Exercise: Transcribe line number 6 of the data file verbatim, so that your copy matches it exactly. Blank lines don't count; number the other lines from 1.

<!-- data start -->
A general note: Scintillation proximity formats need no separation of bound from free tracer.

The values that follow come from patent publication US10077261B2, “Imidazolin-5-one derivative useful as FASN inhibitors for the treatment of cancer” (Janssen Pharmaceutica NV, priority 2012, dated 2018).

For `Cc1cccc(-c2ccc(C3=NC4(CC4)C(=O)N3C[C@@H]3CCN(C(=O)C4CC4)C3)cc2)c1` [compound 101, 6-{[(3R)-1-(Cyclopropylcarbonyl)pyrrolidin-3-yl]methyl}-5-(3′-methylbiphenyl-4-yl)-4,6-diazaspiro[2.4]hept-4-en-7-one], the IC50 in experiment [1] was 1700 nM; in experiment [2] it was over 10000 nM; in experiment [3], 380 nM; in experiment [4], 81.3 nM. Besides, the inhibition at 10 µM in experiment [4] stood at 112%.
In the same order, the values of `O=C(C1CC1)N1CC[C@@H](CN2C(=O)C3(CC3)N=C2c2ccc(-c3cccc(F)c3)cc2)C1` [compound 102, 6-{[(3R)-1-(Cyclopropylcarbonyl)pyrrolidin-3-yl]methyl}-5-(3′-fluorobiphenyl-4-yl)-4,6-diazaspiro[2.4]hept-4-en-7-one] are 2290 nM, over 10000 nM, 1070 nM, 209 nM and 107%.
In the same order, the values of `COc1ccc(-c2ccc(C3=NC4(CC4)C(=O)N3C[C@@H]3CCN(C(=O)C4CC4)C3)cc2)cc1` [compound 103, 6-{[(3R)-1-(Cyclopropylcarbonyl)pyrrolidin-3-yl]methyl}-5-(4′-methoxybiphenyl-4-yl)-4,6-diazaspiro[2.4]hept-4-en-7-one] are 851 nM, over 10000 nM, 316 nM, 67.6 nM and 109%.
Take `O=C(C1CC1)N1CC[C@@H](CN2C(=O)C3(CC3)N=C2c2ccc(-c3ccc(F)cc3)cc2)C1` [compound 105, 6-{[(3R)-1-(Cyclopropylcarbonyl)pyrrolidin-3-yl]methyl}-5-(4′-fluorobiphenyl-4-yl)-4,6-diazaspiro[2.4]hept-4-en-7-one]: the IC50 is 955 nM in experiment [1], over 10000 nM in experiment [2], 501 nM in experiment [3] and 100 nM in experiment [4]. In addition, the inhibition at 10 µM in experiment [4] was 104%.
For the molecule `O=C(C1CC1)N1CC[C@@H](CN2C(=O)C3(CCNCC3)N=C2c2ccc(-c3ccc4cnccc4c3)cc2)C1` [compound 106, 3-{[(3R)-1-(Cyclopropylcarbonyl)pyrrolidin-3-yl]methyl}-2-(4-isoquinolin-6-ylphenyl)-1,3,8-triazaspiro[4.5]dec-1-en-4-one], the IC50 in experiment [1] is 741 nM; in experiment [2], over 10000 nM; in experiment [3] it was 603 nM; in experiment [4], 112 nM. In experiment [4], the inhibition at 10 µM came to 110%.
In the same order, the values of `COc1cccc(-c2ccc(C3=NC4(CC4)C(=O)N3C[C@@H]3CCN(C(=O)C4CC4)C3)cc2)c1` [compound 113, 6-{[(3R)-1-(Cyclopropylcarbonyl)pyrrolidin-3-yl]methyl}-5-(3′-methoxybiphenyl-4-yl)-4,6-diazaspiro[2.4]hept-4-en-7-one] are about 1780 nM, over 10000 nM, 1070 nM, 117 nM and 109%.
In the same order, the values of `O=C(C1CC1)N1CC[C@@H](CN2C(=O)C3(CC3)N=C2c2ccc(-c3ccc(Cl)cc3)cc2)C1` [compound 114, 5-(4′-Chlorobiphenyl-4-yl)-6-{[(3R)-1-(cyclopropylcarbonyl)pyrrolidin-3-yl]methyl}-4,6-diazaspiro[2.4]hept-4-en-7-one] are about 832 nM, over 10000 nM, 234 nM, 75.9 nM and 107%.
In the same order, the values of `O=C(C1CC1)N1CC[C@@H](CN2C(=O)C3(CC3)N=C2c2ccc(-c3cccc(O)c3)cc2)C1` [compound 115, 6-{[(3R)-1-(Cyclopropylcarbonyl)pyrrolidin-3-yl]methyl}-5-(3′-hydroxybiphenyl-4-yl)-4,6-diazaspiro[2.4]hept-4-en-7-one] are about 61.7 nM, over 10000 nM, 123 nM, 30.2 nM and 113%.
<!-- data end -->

Take `O=C(C1CC1)N1CC[C@@H](CN2C(=O)C3(CC3)N=C2c2ccc(-c3ccc(F)cc3)cc2)C1` [compound 105, 6-{[(3R)-1-(Cyclopropylcarbonyl)pyrrolidin-3-yl]methyl}-5-(4′-fluorobiphenyl-4-yl)-4,6-diazaspiro[2.4]hept-4-en-7-one]: the IC50 is 955 nM in experiment [1], over 10000 nM in experiment [2], 501 nM in experiment [3] and 100 nM in experiment [4]. In addition, the inhibition at 10 µM in experiment [4] was 104%.